I'm in New London, Connecticut, where the screaming front-page headline in The Day, one of the state's larger (and better) papers, reads: "DEAD WRESTLER'S FATHER BLASTS MCMAHON, WWE." The story is about the former WWE wrestler Lance McNaught, who abused steroids and painkillers before dying of heart-failure at age 29 earlier this month. The story is, in a word, devastating. Here's the lede:
Harley McNaught was planning to stay silent and grieve. Then he saw what Linda McMahon said about his dead son.
McMahon, the former CEO of World Wrestling Entertainment, was asked last week about the death of McNaught's son, who wrestled for the WWE as Lance Cade and who had struggled with an addiction to painkillers before dying earlier this month of heart failure.
"I might have met him once," McMahon said as she insisted that the company could not be blamed for deaths of its employees outside the ring.
That response has left Harley Mcaught and his son's other survivors furious.
McNaught's father says Linda McMahon met her son on multiple occasions, and characterizes the attempt to brush off his death as "disrespectful." The article, which is long, well-reported, and substantial, goes on to make a convincing case to back this up. It includes excerpts from interviews that Lance McNaught himself gave shortly before his death, in which he discusses the pressure from WWE officials to use steroids to "change his body," pressure that he ultimately succumbed to.
The article provides a good sense of what it's like to be an aspiring WWE wrestler, and includes a number of details that I was not aware of, and that strike me as particularly damning, given the context--that a former employee of Linda McMahon's appears to have essentially killed himself by abusing drugs. The one that really jumped out at me is that WWE wrestlers weren't even provided health insurance, so most wrestlers self-medicated. From the piece:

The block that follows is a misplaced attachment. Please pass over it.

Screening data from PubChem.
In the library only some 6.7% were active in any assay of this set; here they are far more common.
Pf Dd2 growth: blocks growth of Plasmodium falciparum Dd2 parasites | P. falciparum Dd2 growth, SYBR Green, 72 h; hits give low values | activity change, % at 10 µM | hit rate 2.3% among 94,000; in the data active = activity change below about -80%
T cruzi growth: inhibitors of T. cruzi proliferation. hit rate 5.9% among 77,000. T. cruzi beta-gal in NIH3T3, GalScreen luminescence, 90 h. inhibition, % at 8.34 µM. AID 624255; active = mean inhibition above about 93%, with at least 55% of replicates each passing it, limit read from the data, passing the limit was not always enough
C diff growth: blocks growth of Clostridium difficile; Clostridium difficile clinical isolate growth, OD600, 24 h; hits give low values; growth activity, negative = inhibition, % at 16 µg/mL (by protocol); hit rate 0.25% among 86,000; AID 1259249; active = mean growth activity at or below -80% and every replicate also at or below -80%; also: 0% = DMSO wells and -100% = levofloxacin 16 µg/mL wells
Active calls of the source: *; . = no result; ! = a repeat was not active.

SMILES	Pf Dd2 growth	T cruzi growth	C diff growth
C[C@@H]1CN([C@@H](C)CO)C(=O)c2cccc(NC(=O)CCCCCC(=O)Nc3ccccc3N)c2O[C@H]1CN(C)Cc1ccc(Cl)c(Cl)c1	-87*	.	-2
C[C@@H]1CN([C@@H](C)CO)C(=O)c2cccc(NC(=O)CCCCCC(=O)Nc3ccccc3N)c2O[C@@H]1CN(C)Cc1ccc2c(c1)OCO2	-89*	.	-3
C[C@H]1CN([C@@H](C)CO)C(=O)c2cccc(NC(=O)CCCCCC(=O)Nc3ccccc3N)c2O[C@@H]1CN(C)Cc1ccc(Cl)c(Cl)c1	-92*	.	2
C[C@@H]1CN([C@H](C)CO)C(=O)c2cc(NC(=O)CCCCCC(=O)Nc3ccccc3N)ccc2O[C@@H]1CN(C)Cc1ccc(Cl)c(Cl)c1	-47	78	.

Harley McNaught said his son had been injured on the job, requiring surgery on a shoulder last year and receiving a prescription for a knee injury in 2004. The younger McNaught worked his way though pain as much as he could, his father said, because he and the other wrestlers were wary of taking time off to heal, believing that they would be quickly passed over in favor of other talent, and would have to begin the long, slow climb of their careers all over again.
"It hurt me to see him wrestling in pain," the elder McNaught said, "but you talk to any one of them, once you try to climb the ladder and get a spot, you shut it down (due to an injury) and you lose your spot and go right back to the bottom. So it's, 'Here, take a few painkillers, make the world go away.'"
Right now, McMahon trails in the polls, although she's been closing on her Democratic opponent, Richard Blumenthal. In Washington, I sense that a lot of people believe she can close the gap, both because of her charisma (and ability, for the most part, to avoid the steroid/wrestling controversy) and because Blumenthal is, by all accounts, a dud as a campaigner. But if stories like this one continue to appear on front pages across the state, I have to wonder how realistic that is. The Day story, by Tedd Mann, is here. Lance McNaught's podcast interview from just before his death with the wrestling manager Kenny Bolin is here.
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